2. Introduction Alfred workflows are simply zipped directories with an altered extension. Those are great news if you want to automate packaging your workflows for distribution, as you can simply (using ditto in this example, but zip would work just as well): ditto -ck "{{/path/to/your/workflow_directory}}" "{{/path/to/your/output_file}}.alfredworkflow" And that’s it. A zipped directory of your workflow with the custom .alfredworkflow extension. Names enclosed in double curly brackets are examples (they dependend on your situation and must be edited accordingly). Problem The trouble with that solution is that it packages your workflow as it is. Most of the time that won’t be a problem, but it becomes one when you have Workflow Environment Variables with “Don't Export” activated. Alfred knows not to save the value of those variables when exporting your workflow, but your zipping utility does not. Because of that, if you want to package your workflow yourself you need to set those variables (and only those) to empty values. Solution # You need only set these two variables, and the rest will work as is readonly workflow_dir="{{/path/to/your/workflow_directory}}" readonly output_file="{{/path/to/your/output_file}}.alfredworkflow" if /usr/libexec/PlistBuddy -c 'Print variablesdontexport' "${workflow_dir}/info.plist" &> /dev/null; then readonly workflow_dir_to_package="$(mktemp -d)" cp -R "${workflow_dir}/"* "${workflow_dir_to_package}" readonly tmp_info_plist="${workflow_dir_to_package}/info.plist" /usr/libexec/PlistBuddy -c 'print variablesdontexport' "${tmp_info_plist}" | grep ' ' | sed -E 's/ {4}//' | xargs -I {} /usr/libexec/PlistBuddy -c "set variables:'{}' ''" "${tmp_info_plist}" else readonly workflow_dir_to_package="${workflow_dir}" fi ditto -ck "${workflow_dir_to_package}" "${workflow_file}" So, what does this do? Check the info.plist in your workflow directory for the variablesdontexport property. If the property does not exist, package your workflow directory without any modifications. Our work is done. If the property exists, copy your entire workflow to a temporary directory (we’ll make changes to the info.plist and don’t want to do them on our current one). Check every variable in variablesdontexport and set them to empty values in the info.plist of the copied directory (we don’t want to outright delete the variables as the reference would be lost as well). Package the copied directory. Our work is done. Solution as a script #!/bin/bash readonly workflow_dir="${1}" readonly info_plist="${workflow_dir}/info.plist" if [[ "$#" -ne 1 ]] || [[ ! -f "${info_plist}" ]]; then echo 'You need to give this script a single argument: the path to a valid workflow directory.' exit 1 fi readonly workflow_name="$(/usr/libexec/PlistBuddy -c 'print name' "${info_plist}")" readonly workflow_file="${HOME}/Desktop/${workflow_name}.alfredworkflow" if /usr/libexec/PlistBuddy -c 'print variablesdontexport' "${info_plist}" &> /dev/null; then readonly workflow_dir_to_package="$(mktemp -d)" cp -R "${workflow_dir}/"* "${workflow_dir_to_package}" readonly tmp_info_plist="${workflow_dir_to_package}/info.plist" /usr/libexec/PlistBuddy -c 'Print variablesdontexport' "${tmp_info_plist}" | grep ' ' | sed -E 's/ {4}//' | xargs -I {} /usr/libexec/PlistBuddy -c "Set variables:'{}' ''" "${tmp_info_plist}" else readonly workflow_dir_to_package="${workflow_dir}" fi ditto -ck "${workflow_dir_to_package}" "${workflow_file}" echo "Exported worflow to ${workflow_file}." To use that script, give it a single argument: the path to the workflow you want to package. It’ll save it to the Desktop with the name automatically determined.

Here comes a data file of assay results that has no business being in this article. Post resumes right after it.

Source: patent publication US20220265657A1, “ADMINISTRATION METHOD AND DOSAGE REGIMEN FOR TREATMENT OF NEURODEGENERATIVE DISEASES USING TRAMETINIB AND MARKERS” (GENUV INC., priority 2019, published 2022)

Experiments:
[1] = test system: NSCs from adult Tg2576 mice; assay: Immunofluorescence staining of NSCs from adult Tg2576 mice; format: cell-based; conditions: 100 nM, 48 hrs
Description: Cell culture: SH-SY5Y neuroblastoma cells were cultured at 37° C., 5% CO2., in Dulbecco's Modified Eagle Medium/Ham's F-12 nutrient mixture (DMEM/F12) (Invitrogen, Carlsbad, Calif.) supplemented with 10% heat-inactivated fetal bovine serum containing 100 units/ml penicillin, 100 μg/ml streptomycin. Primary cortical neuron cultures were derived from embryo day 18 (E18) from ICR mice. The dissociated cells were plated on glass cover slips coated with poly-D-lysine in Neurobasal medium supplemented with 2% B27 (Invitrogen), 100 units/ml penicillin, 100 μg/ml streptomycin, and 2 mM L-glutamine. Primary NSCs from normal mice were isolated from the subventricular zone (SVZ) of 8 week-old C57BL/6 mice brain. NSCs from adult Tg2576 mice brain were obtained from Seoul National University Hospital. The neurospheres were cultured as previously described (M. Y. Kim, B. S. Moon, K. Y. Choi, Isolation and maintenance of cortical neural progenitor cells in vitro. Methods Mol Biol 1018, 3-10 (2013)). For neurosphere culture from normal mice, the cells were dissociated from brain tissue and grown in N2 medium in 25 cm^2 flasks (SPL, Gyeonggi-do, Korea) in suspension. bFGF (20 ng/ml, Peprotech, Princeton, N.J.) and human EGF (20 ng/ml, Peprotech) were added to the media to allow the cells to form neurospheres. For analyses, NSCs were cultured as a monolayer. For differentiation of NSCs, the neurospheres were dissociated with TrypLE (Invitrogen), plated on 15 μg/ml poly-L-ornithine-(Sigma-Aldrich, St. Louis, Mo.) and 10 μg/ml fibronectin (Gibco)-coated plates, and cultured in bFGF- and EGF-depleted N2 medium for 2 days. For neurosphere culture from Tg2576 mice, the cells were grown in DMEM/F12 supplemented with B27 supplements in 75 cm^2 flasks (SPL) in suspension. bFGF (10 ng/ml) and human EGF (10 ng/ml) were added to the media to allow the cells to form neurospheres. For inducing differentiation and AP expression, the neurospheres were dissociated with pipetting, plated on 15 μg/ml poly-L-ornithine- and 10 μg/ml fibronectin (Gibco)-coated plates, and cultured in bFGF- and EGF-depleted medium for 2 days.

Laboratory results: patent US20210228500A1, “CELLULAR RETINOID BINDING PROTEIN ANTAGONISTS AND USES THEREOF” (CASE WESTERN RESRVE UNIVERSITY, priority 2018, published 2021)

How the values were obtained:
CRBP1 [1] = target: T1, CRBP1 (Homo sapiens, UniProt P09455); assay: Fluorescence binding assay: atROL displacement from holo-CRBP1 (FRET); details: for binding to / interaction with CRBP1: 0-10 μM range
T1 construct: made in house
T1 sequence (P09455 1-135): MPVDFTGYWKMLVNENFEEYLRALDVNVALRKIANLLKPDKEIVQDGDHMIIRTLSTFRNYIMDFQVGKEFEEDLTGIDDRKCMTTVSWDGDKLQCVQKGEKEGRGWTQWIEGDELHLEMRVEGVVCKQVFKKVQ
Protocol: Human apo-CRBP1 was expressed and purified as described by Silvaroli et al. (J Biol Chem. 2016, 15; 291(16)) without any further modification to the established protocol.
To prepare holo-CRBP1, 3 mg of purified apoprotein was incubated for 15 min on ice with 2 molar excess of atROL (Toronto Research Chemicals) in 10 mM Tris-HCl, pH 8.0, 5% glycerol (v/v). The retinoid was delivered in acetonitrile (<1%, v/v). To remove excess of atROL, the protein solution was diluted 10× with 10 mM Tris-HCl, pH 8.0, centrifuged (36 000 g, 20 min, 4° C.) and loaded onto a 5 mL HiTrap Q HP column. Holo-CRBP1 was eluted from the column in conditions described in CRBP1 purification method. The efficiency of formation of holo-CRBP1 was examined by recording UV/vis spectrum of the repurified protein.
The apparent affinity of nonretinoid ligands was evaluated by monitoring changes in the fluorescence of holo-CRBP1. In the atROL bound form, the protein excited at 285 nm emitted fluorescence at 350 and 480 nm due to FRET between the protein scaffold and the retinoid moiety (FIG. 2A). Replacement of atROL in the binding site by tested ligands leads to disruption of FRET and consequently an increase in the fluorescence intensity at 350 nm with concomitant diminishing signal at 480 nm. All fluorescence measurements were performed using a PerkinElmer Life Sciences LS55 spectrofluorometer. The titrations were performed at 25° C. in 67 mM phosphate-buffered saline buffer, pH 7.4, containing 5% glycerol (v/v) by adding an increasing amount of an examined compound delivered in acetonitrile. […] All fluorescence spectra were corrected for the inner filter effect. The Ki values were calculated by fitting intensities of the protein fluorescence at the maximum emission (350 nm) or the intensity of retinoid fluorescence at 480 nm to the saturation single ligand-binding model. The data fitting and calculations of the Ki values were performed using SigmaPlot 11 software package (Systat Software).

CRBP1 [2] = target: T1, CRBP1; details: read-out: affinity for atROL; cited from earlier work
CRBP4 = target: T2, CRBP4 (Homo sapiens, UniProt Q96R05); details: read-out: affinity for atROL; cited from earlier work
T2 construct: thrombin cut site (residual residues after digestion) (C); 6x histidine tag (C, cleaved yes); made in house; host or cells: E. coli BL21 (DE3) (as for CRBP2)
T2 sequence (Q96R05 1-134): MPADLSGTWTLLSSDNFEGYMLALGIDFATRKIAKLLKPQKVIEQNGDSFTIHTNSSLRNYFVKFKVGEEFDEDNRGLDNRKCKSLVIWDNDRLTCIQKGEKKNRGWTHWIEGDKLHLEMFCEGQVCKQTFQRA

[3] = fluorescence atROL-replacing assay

3. Just to let you know, my latest Alfred tutorial is now live: https://computers.tutsplus.com/tutorials/exploring-alfreds-latest-features--cms-27910
  4. I just had a tutorial published recently on JSX programming with examples in Alfed: https://computers.tutsplus.com/tutorials/a-beginners-guide-to-javascript-application-scripting-jxa--cms-27171 Check it out.
  5. I really love workflows and I wanted to start creating my own. I'm mostly a front-end developer and use ruby for the most part on any back-end dev work I do. I saw that Alfred supports Ruby workflows which made me very excited. I did some googling and had a hard time finding some tutorials about creating workflows with ruby, plenty with php though. I needed to learn the basics of workflows and wanted to do it in a language I knew (not familiar with php). I wrote a post detailing how a basic workflow functions with ruby. It's nothing you can't find anywhere else, but it was a good exercise to get the basics figured out and create something that helps me weekly. http://buddylreno.github.io/adventures-with-alfred-a-basic-ruby-workflow/ I look forward to all the interesting workflows people are creating!